Echoing the cogitation that earned other people the 1996 Ig Nobel Prize for biodiveristy and the 1997 Ig Nobel Prize for astronomy, Ohio University Professor Emeritus William Romoser has announced a planetload of his own discoveries. The university celebrated Romoser’s recent findings, in a November 19, 2019 press release that says: Photos show evidence of […]
Implementing a Bird Imitator
Preamble: Improbable has attempted to make contact with the Ukrainian Podgorny Institute in order to obtain a photo of their rubbery ‘Bird Imitator’, but, sadly, our efforts failed – so in lieu we have used a relatively non-representative picture of a latex chicken. Bird Strikes are a considerable hazard for aircraft – see, for example, […]
Hare in the air: How rare?
One vital statistic is only implied, and that just barely, in the Australian Transport Safety Bureau‘s report “Australian aviation wildlife strike statistics: Bird and animal strikes 2002 to 2009“. The report lists the number of times various animal species struck (or were struck by) aircraft. But it does not specify what percentage of those strikes […]
When the Pilot Met a Frog: Aviation Anomalies
“WHILE FLYING THE VISUAL APCH [approach], ABOUT 10 MI [miles] OUT, I FELT SOMETHING LAND ON MY R [right] FOOT. REACHING DOWN WITH MY R [right] HAND, I WAS SURPRISED TO FEEL SOMETHING COLD AND DAMP, WHICH MOVED …” So begins an airline pilot’s report (number ACN: 311910) as archived by the US Aviation Safety […]
More Flying Saucer Patents (Russian Federation style)
The United States Patent and Trademark Office is not the only blue-chip global-reach official authority which grants patents to the inventors of spacefaring ‘flying saucers‘. So does Федеральная служба по интеллектуальной собственности (Роспатент) (The Federal Service for Intellectual Property in Russia, a.k.a. Rospatent). See, for example : AEROSPACE AIRCRAFT (RF Patent № 2436715) The design […]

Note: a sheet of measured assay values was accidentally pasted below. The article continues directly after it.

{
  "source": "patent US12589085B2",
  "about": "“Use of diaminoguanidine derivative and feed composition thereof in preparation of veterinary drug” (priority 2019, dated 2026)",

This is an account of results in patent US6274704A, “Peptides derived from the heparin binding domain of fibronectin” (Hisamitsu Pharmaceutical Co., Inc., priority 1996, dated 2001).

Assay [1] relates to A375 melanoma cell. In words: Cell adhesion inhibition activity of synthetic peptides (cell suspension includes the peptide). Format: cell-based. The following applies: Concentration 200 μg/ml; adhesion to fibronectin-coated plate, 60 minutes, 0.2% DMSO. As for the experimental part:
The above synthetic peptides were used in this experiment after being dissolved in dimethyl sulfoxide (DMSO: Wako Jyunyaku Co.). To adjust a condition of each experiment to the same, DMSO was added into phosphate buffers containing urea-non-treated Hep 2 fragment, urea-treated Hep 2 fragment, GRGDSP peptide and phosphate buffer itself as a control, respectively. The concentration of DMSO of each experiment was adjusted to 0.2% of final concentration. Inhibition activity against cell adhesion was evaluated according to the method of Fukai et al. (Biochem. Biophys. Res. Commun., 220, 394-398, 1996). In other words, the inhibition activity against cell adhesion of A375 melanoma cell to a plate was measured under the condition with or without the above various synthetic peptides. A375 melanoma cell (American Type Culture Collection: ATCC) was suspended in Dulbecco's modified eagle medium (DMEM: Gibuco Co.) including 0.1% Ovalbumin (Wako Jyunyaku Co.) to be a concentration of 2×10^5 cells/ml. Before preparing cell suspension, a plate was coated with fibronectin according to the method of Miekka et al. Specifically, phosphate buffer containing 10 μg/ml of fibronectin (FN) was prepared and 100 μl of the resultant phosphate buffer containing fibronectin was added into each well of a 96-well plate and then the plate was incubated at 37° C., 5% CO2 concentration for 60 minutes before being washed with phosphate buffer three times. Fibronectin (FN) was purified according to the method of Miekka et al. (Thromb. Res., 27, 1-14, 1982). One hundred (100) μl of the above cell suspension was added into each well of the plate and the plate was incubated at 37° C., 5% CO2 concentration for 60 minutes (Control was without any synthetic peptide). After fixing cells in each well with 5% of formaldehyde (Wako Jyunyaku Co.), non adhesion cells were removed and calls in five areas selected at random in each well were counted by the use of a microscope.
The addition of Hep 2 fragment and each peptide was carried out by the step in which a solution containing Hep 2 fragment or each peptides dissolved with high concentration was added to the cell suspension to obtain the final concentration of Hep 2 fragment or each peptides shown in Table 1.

The Moth to Flame Effect – is it real or not real?
‘The Moth to a Flame Effect’ (a.k.a ‘Perceptual Tropism’), was first formally described in 1953 by Clark, Nicholson and Graybiel in their paper ‘Fascination: a cause of pilot error‘ (for Journal of Aviation Medicine, 24(5):429-40.) Unfortunately, the paper doesn’t appear to be available online, but it describes how aircraft pilots sometimes fail to take evasive […]
Nose Art Psychology
Of all the available publications on Aircraft Nose Art, very few have investigated its psychological undercurrents. An exception is ‘Aircraft Nose Art: From World War I to Today’ (1991). Chapter 1 of which was authored by the late George R. Klare, who was Distinguished Professor of Psychology at Ohio University. In his essay ‘Why Nose […]